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The motorcycle safety classes say to respect the bikes. Honestly it's just knowing how to ride, how much you can handle, and don't start off with the biggest bike you can afford.
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Old 12-07-2012, 01:37 PM   #83 (permalink)
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Originally Posted by kabobble View Post
The motorcycle safety classes say to respect the bikes. Honestly it's just knowing how to ride, how much you can handle, and don't start off with the biggest bike you can afford.
The problem is people think they can handle more than they actually can. Which is why you always see noobs saying that want and can handle a 1000cc sport bike. They think with all that power, they will take it light and easy...
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Old 12-16-2012, 04:59 PM   #84 (permalink)
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I'm "newer" to owning a bike on my own but I have grown up since I was 3 around dirt bikes and motorcycles and they have become a way of life for me and the saddest thing I see nowadays is when someone around my age (18) is more caustious and safe than the 40 and 50 year olds, shouldn't they be setting the example? As said earlier respect is a great thing to have and you could be the next Valentino Rossi but if everyone around you is being idiots then there's nothing that can be done other than just leaving that group and watch them kill each other on their bikes.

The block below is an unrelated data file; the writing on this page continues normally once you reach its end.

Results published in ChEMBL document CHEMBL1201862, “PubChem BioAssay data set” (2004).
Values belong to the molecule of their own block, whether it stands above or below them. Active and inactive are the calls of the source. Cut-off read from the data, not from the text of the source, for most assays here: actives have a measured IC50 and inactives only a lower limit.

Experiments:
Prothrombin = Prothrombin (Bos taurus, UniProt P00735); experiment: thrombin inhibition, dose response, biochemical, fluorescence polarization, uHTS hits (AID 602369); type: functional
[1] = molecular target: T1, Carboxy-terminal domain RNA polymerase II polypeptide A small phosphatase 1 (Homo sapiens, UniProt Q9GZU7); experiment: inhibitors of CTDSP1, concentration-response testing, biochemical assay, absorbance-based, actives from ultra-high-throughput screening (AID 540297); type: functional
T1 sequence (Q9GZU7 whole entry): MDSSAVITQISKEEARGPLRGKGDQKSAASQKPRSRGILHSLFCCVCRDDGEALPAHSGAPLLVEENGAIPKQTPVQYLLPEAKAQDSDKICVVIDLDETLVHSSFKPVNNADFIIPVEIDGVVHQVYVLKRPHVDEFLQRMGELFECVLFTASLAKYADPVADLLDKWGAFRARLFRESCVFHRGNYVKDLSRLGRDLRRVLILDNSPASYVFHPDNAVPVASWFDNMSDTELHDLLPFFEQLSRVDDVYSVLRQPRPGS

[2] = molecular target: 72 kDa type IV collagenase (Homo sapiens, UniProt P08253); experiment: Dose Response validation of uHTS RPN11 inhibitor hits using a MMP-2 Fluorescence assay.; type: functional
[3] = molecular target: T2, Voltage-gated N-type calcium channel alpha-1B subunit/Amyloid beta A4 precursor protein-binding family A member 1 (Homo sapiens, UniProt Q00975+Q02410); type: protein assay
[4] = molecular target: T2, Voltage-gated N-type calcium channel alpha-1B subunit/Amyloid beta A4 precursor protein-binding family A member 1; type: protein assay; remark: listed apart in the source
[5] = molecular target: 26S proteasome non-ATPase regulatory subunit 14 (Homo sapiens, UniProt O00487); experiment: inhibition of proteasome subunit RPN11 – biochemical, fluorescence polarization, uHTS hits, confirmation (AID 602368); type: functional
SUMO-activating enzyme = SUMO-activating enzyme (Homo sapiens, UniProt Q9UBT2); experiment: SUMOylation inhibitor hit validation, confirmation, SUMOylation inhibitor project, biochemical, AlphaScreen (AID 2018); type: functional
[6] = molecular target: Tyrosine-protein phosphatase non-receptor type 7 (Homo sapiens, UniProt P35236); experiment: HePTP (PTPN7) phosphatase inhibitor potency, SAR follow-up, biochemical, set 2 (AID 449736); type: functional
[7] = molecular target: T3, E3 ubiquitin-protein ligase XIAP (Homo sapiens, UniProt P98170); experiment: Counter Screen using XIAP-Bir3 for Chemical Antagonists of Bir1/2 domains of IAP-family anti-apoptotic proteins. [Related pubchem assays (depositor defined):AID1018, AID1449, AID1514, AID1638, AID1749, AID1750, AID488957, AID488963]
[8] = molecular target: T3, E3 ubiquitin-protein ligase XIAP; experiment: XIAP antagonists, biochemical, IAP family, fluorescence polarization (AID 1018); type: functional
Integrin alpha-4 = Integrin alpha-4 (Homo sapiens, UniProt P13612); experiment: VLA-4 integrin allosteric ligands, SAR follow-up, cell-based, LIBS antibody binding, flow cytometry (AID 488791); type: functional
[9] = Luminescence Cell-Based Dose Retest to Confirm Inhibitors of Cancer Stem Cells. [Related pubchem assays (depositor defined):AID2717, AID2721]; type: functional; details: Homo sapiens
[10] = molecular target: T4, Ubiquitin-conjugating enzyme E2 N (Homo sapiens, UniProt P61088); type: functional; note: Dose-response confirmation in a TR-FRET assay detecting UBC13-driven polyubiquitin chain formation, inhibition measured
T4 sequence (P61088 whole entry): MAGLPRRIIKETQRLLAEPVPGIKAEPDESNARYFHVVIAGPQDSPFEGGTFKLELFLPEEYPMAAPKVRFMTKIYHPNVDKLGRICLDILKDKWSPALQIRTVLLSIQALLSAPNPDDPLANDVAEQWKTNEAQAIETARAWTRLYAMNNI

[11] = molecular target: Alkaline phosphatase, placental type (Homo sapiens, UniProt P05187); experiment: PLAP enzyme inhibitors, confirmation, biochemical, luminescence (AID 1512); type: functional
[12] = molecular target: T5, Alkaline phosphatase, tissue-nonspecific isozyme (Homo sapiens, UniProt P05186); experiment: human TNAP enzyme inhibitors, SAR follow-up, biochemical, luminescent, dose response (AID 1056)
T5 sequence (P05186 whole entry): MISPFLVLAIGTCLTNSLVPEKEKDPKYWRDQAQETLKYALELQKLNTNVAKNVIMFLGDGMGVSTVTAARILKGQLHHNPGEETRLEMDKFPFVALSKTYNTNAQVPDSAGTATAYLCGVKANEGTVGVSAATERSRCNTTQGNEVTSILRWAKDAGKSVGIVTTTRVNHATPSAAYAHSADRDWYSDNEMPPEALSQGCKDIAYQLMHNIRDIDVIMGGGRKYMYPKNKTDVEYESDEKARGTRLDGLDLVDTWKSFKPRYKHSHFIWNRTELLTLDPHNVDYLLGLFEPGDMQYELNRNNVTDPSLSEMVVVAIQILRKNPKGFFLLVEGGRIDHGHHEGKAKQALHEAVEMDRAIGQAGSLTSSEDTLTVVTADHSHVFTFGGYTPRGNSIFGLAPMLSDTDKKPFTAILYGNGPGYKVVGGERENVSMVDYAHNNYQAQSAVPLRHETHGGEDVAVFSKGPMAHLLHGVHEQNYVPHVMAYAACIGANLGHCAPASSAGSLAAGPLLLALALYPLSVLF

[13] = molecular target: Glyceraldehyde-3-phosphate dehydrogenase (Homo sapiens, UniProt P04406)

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Old 12-17-2012, 05:34 AM   #85 (permalink)
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Originally Posted by chris140 View Post
I was having a conversation with a friend today about bikes in general and how we both hate mopeds.

I see so many young kids jumping on their supped up Honda PCX's or Yamaha XMax's and go whizzing around town in groups of 3-5. They do 60-70 clicks in a 30 zone, over take on bends and blind spots, the undertake cars, buses and other large vehicles with huge blind spots like articulated lorries and every year we have a minimum of 3 fatalities involving 17 year old kids who were bought these bikes for their 17th birthday, slapped on an L plate and off they go!
That's why we have tiered licencing - they'd do exactly the same on bigger faster bikes. They have to learn about blind spots, riding defensively, and the risks of being stupid.

In the UK it's 16 year olds, not 17 year olds, so where are you with L plates and a 17 limit? (Answer my own question - Gibralter. Do you actually have 30 kph zones?) We also have an admittedly basic Compulsory Basic Training Course, which must be completed before any two wheeled road user is allowed on the road.

We have very few fatalities nationally amongs this group, btw.